Broadway concert to benefit cancer research.
Move over Julius Erving. There’s another “Dr. J” in town: international recording artist Negleatha Johnson, who hopes to slam dunk a benefit concert Aug. 16 following her sister’s diagnosis of a rare and aggressive cancer.
Thousands attend Waterfront Park festival.
Thousands of attendees descended on Waterfront Park Aug. 8 for the annual Ballyshaners Irish Festival in Alexandria.
Ladyburg bath and body apothecary opens in Old Town.
For Crystal and Fred Wellman, there was never any doubt that Alexandria is where they were meant to be.
Active in the Alexandria Medical Society.
Harold John Berman, a dermatologist who practiced in Alexandria for more than 54 years, died June 28 at Suburban Hospital of respiratory complications. He was 87.
Filmmaker, arts advocate dies at 47
Sydney-Chanele Dawkins, an award-winning filmmaker, film festival producer and former chair of the Alexandria Commission for the Arts, died July 8 at her home in Alexandria of complications from breast cancer. She was 47 years old.
ASO, fireworks highlight festivities.
The City of Alexandria celebrated its 266th birthday July 11 as more than 15,000 people enjoyed food, music and fireworks at Oronoco Bay Park.
Kids Empowering Kids debuts music video.
Their voices were timid at first, but one by one students at William Ramsey Elementary School spoke up when asked how they have been judged by their friends and classmates.
Alexandria tops list of cities for veterans.
The Military Times has named Alexandria as the top mid-size community for veterans in its first Best for Vets: Places to Live feature article.
The Bunker@DC opens at Capitol Post.
The Bunker@DC, an incubator program for early-stage, veteran-owned businesses and veteran entrepreneurs, is accepting applications through June 30 for its first cohort of companies. Operating out of the Capitol Post’s co-working office space in Old Town, The Bunker@DC will support veterans in launching and growing a business in a peer- to-peer setting.
American Legion installs new officers.
Vietnam veteran Jim Glassman was sworn in for his third term as commander of American Legion Post 24 in Alexandria during a June 10 ceremony to install the organization's 2015-2016 slate of officers and board members.
Alexandria-based company founded in Del Ray.
For Joe Hadeed, it’s the only job he has ever known.
Republican cites need for new ideas.
Alexandria native and retired Lt. Gen. John R. (Bob) Wood, filed paperwork June 3 to officially declare his candidacy for a seat on City Council.
Search to replace John Long begins.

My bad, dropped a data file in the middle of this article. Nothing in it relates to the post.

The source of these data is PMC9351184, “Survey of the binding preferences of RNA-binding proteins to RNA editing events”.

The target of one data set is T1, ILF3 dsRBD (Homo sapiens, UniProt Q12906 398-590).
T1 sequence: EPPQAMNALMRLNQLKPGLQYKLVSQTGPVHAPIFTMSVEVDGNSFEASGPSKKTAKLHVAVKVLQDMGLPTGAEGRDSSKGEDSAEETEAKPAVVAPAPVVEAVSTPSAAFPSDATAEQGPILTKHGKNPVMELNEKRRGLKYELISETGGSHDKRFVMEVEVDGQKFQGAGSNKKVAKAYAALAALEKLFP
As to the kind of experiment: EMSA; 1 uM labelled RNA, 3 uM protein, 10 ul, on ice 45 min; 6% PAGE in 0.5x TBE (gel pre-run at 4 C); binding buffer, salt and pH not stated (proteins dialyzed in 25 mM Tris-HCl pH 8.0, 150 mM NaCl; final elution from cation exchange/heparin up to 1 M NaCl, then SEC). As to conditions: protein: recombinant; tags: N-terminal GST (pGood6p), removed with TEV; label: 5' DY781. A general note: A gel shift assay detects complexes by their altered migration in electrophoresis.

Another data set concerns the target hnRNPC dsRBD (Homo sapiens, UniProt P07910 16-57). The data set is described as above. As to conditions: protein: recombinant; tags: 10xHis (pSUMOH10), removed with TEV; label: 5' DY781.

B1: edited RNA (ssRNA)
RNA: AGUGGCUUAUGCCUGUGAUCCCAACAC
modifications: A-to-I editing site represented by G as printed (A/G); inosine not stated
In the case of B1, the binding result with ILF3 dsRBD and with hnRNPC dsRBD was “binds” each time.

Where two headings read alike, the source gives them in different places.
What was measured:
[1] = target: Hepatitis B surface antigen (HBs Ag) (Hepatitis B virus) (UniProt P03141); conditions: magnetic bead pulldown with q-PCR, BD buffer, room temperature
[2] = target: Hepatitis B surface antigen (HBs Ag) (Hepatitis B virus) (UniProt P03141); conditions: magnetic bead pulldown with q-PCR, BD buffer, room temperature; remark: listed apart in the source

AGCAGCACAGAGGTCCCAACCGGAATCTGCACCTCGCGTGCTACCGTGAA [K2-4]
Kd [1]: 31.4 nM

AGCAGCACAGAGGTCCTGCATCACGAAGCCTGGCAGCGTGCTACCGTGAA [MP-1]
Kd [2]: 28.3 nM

The Alexandria Chamber of Commerce released a statement June 1 announcing the retirement of President and CEO John Long. Long has been with the Alexandria chamber since March of 2012 and he retires after 25 years as an executive with chambers of commerce around the country.
Carluccio’s makes U.S. debut in Old Town.
It was love at first sight as more than 175 people turned out for the grand opening celebration of Carluccio’s, an Italian restaurant and market making its U.S. debut in Alexandria.
Memorial Day ceremonies honor the fallen.
Alexandrians gathered from across the city May 25 to honor the sacrifice of America’s fallen service members in Memorial Day ceremonies held at Alexandria National Cemetery in Old Town.
Nonprofits, businesses recognized for local initiatives.
Community leaders from across the city gathered May 6 for the 17th annual Business Philanthropy Summit to honor the 2015 nonprofit and business philanthropists of the year.
Hawkins to focus on support for veterans.
Just weeks into his retirement from serving as president and CEO of the Alexandria Economic Development Partnership, Val Hawkins has joined the Military Family Initiative board of directors of the Military Officers Association of America.
Search continues for photos of Alexandria Vietnam veterans.
The name Humbert R. Versace is inscribed on Panel 01E, Row 033 of the Vietnam Veterans Memorial in Washington. But in his hometown, “Rocky” Versace’s sacrifice and that of 66 other Alexandrians is memorialized in a statue on Commonwealth Avenue in Del Ray.
Artfully Chocolate to close its doors May 27.
When Eric Nelson turned 50 in the summer of 2006, he “jumped off the cliff.”
Architect of affordable housing dies at 83.
For nearly 60 years, Melvin Miller was a fixture in Alexandria, known as a civil rights activist and the architect of affordable housing across the city.
Angus King to keynote Alexandria Sportsman’s Club banquet.
Alexandria native Angus King, a former governor and current senator representing the state of Maine, will be on hand as the Alexandria Sportsman’s Club honors the city’s top high school athletes at its annual awards banquet May 19 at the Westin Hotel.
The Alexandria Chamber of Commerce honored 16 public safety personnel for exceptional performance in the line of duty at the 29th annual Valor Awards.
Three JROTC cadets were honored by the Sons and Daughters of the American Revolution during a ceremony held April 30 at Mount Vernon High School.
16 officers to be honored at the 29th annual Alexandria Chamber of Commerce Valor Awards.
It was a cold and icy February morning in 2014 when Alexandria police officer Michael Nugent responded to an emergency call on South Patrick Street.
Firefighter McClain retires after 34 years.
One of Alexandria’s longest serving firefighters has stowed his equipment for the last time. As of April 29, Capt. Thurston McClain officially said goodbye to emergency calls and 24-hour shifts when he retired after serving 34 years with the Alexandria Fire Department.
Stamp Out Hunger food drive set for May 9.
The 2015 Stamp Out Hunger Food Drive, sponsored by the National Association of Letter Carriers and the U.S. Postal Service, will take place Saturday, May 9 throughout the City of Alexandria.
U.S. Rep. Don Beyer (D-8), for decades known for his charitable works throughout the region, will keynote the 17th annual Business Philanthropy Summit honoring Alexandria’s top leaders for their service to the community. Sponsored by Volunteer Alexandria, the event will be held May 6 at the First Baptist Church of Alexandria.
Art reception celebrates end of winter.
When Nancy Ziegler’s husband died in 2006, a friend gave her a gift certificate to be used at The Art League. It was there that she discovered her artistic talents and has been a flourishing artist ever since.
Salute to Women Awards honors 11.